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Best Bank

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  • It was another stellar year for First Abu Dhabi Bank (FAB), under the continued leadership of group chief executive Hana Al Rostamani.
  • Banco Santander’s headquarters are in Europe, but the centre of gravity of its operations has been drifting westward to Latin America for many years now. Over the review period, the bank posted a solid year of progress among many of its Latin American markets, which comprise Brazil, Mexico, Chile, Argentina, Uruguay, Colombia and Peru.
  • Despite the war in Ukraine, the past year has seen UniCredit operating with more of the purpose and commitment that international banks in central and eastern Europe too often lack.
  • Football clubs undergoing a period of transition often talk of needing a transfer window or two to get where they need to be. More often than not, this doesn’t work. Better-run teams continue to make clear-minded decisions that keep them ahead of the pack. Catching up is always hard to do.
  • In many African countries, Standard Bank is not as large as it would like to be. But it has a physical presence in 20 African countries and is already by far the biggest pan-African group in terms of its scale in the main sub-Saharan markets, the size of its balance sheet and its absolute profit.
  • With retail banking operations in Belgium, France, Italy and Luxembourg, BNP Paribas is the clear leader among a very small handful of European banks that have grown beyond being national champions in their home markets to serve personal customers across the continent.
  • Canada’s banking market remains as competitive as ever, but one bank stands out for the strong performance of its underlying businesses as well as for completing the standout strategic move of the period. Bank of Montreal (BMO) is Canada’s Best Bank.
  • Only the biggest and soundest of the US regional banks were able to come through the wreckage of March 2023 unbowed. None did so better than Citizens, a bank that was already consolidating two fine strategic moves at the start of the awards period and was able to consider another at its end. It wins the award for the country’s best super-regional bank.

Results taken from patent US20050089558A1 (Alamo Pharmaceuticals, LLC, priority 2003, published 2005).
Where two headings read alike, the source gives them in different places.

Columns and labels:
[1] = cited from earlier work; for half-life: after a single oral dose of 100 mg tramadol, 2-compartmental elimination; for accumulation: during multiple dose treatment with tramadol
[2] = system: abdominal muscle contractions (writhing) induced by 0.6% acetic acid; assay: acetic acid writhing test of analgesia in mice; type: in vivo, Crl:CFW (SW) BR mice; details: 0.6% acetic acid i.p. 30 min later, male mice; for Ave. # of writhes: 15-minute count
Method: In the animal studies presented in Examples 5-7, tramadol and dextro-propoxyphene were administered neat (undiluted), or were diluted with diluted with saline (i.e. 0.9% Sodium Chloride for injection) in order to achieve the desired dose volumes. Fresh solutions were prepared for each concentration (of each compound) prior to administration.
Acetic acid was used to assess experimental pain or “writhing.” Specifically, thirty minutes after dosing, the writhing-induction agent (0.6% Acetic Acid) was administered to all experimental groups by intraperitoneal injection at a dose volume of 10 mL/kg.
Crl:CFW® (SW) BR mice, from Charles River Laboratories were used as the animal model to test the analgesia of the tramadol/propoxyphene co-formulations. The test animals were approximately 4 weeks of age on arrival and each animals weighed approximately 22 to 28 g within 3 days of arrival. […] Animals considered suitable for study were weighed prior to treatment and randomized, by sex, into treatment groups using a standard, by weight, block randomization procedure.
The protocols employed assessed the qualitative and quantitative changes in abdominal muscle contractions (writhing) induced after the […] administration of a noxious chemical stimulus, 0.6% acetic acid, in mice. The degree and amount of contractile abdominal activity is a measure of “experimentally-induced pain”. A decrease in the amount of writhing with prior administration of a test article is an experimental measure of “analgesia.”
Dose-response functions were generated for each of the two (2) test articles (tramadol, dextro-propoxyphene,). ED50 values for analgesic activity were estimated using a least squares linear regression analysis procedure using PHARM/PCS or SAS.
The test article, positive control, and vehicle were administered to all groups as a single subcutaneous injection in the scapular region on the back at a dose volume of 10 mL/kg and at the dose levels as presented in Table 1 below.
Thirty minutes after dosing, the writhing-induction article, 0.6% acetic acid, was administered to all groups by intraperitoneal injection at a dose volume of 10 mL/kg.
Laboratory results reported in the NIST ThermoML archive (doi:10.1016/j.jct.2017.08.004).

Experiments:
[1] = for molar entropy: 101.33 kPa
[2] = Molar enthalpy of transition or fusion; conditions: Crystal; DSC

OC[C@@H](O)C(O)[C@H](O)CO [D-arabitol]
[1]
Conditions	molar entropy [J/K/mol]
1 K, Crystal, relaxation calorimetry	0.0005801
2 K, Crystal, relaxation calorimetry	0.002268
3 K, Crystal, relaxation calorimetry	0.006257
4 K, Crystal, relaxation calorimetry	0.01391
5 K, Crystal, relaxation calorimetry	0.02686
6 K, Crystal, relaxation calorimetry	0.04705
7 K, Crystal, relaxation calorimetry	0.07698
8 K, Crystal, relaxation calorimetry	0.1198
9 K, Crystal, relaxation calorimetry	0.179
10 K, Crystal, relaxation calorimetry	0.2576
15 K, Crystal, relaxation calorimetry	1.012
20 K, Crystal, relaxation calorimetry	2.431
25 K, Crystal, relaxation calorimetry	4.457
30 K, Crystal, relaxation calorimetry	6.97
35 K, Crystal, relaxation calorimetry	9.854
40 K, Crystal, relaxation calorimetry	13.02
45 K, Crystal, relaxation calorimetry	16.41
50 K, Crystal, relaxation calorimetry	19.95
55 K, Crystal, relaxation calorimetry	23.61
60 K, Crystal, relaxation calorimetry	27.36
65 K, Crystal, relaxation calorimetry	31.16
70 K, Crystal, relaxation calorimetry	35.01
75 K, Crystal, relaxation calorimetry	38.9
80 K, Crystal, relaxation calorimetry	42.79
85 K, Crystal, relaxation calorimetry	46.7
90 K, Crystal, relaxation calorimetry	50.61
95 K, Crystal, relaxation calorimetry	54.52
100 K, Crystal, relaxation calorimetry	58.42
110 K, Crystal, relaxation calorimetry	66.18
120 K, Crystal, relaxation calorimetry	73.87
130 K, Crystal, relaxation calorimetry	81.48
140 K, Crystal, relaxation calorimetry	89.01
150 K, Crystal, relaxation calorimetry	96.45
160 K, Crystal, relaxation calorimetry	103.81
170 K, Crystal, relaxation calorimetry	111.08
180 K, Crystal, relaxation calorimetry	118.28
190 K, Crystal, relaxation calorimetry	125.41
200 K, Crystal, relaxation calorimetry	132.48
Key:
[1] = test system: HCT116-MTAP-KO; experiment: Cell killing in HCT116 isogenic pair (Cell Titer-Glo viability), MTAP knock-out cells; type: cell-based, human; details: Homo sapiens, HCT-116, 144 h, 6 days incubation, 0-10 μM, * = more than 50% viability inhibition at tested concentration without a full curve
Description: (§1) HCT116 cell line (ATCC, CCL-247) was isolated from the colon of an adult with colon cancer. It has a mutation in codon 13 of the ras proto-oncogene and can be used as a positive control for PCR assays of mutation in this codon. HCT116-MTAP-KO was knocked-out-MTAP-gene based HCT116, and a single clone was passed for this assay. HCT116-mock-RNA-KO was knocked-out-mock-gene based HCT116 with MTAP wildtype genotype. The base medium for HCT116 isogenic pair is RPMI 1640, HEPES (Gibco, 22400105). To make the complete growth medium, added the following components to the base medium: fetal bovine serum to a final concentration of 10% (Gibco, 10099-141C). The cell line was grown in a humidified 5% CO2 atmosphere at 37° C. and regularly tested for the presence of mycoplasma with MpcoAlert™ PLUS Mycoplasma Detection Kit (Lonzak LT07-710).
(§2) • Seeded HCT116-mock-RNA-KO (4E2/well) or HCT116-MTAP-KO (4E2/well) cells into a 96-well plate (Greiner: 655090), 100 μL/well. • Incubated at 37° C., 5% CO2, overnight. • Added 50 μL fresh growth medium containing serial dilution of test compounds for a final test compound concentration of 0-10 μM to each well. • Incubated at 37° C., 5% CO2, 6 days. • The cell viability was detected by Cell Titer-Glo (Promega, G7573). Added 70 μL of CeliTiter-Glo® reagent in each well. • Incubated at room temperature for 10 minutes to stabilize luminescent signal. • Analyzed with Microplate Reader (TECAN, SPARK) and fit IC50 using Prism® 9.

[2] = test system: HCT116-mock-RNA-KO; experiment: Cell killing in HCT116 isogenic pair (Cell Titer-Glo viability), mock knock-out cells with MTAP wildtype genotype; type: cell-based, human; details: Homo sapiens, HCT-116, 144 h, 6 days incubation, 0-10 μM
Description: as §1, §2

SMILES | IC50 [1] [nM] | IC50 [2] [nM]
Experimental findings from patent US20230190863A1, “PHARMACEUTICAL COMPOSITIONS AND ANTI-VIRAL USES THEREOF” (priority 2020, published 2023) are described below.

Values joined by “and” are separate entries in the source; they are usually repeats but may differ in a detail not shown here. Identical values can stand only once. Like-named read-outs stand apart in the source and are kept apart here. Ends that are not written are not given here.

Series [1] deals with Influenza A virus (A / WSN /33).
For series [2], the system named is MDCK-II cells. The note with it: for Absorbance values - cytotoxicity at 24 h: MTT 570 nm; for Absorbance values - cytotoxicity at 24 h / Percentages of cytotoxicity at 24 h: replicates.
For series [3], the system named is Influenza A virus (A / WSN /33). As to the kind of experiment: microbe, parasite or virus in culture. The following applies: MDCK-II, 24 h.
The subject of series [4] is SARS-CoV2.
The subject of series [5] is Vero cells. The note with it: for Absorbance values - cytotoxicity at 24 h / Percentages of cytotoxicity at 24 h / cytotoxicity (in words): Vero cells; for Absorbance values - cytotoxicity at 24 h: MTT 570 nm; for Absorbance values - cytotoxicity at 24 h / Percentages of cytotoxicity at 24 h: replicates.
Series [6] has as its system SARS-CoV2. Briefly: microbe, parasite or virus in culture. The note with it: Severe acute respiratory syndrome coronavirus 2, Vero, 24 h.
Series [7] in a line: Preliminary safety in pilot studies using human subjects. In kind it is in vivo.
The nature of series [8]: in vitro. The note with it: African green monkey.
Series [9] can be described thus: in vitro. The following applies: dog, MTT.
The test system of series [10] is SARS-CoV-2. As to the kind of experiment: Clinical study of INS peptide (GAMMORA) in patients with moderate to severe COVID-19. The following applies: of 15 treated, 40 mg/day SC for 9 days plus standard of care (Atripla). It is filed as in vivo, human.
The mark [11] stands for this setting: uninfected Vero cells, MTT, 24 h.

• Good banks do not collapse in times of turmoil. But the best banks do more than that – they are so buttressed against stress that when it strikes, they not only emerge unscathed but can act decisively in support of the whole sector. JPMorgan was that bank in March 2023, able to play that role because of its consistently superior performance.
  • BNP Paribas has a well-earned reputation for steadiness and stability. In the past year, its chief executive, Jean-Laurent Bonnafé, has also reinforced his strategic credentials with the bank’s well-timed exit from its US retail business. Today, the bank stands as the eurozone leader on the global stage and is ready to play a pivotal role in the continent’s financial development.
  • Once again, Emirates NBD walks away with the award for the Middle East’s best bank. The Dubai bank posted net profit of $3.54 billion in the full year 2022, up 40% year on year, boosted by strong returns from investment banking, treasury sales income and trade finance. It has continued that strong performance in the current year, posting a first-quarter 2023 profit of $1.63 billion, bolstered by net interest income of $1.96 billion, up 69% year on year.
  • It has been a busy few years for First Abu Dhabi Bank (FAB). A change at the top of the institution last year saw Hana Al Rostamani ascend to the position of group chief executive, the first woman to lead the bank.
  • Ecobank Transnational ticks a lot of boxes. The Togo-headquartered bank is undeniably a true regional lender, with a presence in 33 sub-Saharan African markets, from the big (Nigeria, South Africa) to the tiny (São Tomé & Principe, Guinea-Bissau).
  • BTG Pactual isn’t new to winning Euromoney’s regional awards for excellence – but previous successes have been for the bank’s investment banking franchise. This year, Euromoney recognizes BTG Pactual’s successful reversal of the orthodox model of business evolution from retail and corporate banking to investment banking.
  • Erste Group’s long-term focus on European Union states in central and southeastern Europe proved to be particularly well judged this year. Other big banks in this region now face billions of euros of losses in Russia and major headaches in managing their operations in that state. Erste is the only major regional lender with negligible direct exposure to Russia.